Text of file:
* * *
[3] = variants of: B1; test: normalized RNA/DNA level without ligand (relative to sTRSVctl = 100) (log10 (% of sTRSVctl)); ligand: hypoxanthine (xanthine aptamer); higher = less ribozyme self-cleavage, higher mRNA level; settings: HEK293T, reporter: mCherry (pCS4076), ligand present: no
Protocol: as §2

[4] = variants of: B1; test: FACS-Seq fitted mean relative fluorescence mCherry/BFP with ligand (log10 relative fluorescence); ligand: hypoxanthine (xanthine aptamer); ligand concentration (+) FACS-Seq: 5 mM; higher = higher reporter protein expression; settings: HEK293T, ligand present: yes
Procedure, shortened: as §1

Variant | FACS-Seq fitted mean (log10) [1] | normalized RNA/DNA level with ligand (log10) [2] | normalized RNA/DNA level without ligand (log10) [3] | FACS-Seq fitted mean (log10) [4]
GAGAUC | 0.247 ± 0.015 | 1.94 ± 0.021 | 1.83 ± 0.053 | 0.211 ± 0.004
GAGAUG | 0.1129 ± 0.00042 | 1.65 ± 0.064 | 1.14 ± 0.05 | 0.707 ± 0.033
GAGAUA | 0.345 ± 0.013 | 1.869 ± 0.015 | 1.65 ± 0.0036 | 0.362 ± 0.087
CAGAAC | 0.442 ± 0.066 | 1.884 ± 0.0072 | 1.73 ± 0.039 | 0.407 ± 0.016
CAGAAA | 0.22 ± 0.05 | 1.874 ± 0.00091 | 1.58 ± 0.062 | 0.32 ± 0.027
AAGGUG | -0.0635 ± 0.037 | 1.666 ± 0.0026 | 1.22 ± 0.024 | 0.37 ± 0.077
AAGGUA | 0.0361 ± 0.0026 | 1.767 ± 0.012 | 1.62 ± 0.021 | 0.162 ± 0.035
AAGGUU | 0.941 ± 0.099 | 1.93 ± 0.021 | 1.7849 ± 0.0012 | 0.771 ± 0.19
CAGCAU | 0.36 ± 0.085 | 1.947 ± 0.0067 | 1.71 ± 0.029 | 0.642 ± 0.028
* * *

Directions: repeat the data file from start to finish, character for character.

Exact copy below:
[3] = variants of: B1; test: normalized RNA/DNA level without ligand (relative to sTRSVctl = 100) (log10 (% of sTRSVctl)); ligand: hypoxanthine (xanthine aptamer); higher = less ribozyme self-cleavage, higher mRNA level; settings: HEK293T, reporter: mCherry (pCS4076), ligand present: no
Protocol: as §2

[4] = variants of: B1; test: FACS-Seq fitted mean relative fluorescence mCherry/BFP with ligand (log10 relative fluorescence); ligand: hypoxanthine (xanthine aptamer); ligand concentration (+) FACS-Seq: 5 mM; higher = higher reporter protein expression; settings: HEK293T, ligand present: yes
Procedure, shortened: as §1

Variant | FACS-Seq fitted mean (log10) [1] | normalized RNA/DNA level with ligand (log10) [2] | normalized RNA/DNA level without ligand (log10) [3] | FACS-Seq fitted mean (log10) [4]
GAGAUC | 0.247 ± 0.015 | 1.94 ± 0.021 | 1.83 ± 0.053 | 0.211 ± 0.004
GAGAUG | 0.1129 ± 0.00042 | 1.65 ± 0.064 | 1.14 ± 0.05 | 0.707 ± 0.033
GAGAUA | 0.345 ± 0.013 | 1.869 ± 0.015 | 1.65 ± 0.0036 | 0.362 ± 0.087
CAGAAC | 0.442 ± 0.066 | 1.884 ± 0.0072 | 1.73 ± 0.039 | 0.407 ± 0.016
CAGAAA | 0.22 ± 0.05 | 1.874 ± 0.00091 | 1.58 ± 0.062 | 0.32 ± 0.027
AAGGUG | -0.0635 ± 0.037 | 1.666 ± 0.0026 | 1.22 ± 0.024 | 0.37 ± 0.077
AAGGUA | 0.0361 ± 0.0026 | 1.767 ± 0.012 | 1.62 ± 0.021 | 0.162 ± 0.035
AAGGUU | 0.941 ± 0.099 | 1.93 ± 0.021 | 1.7849 ± 0.0012 | 0.771 ± 0.19
CAGCAU | 0.36 ± 0.085 | 1.947 ± 0.0067 | 1.71 ± 0.029 | 0.642 ± 0.028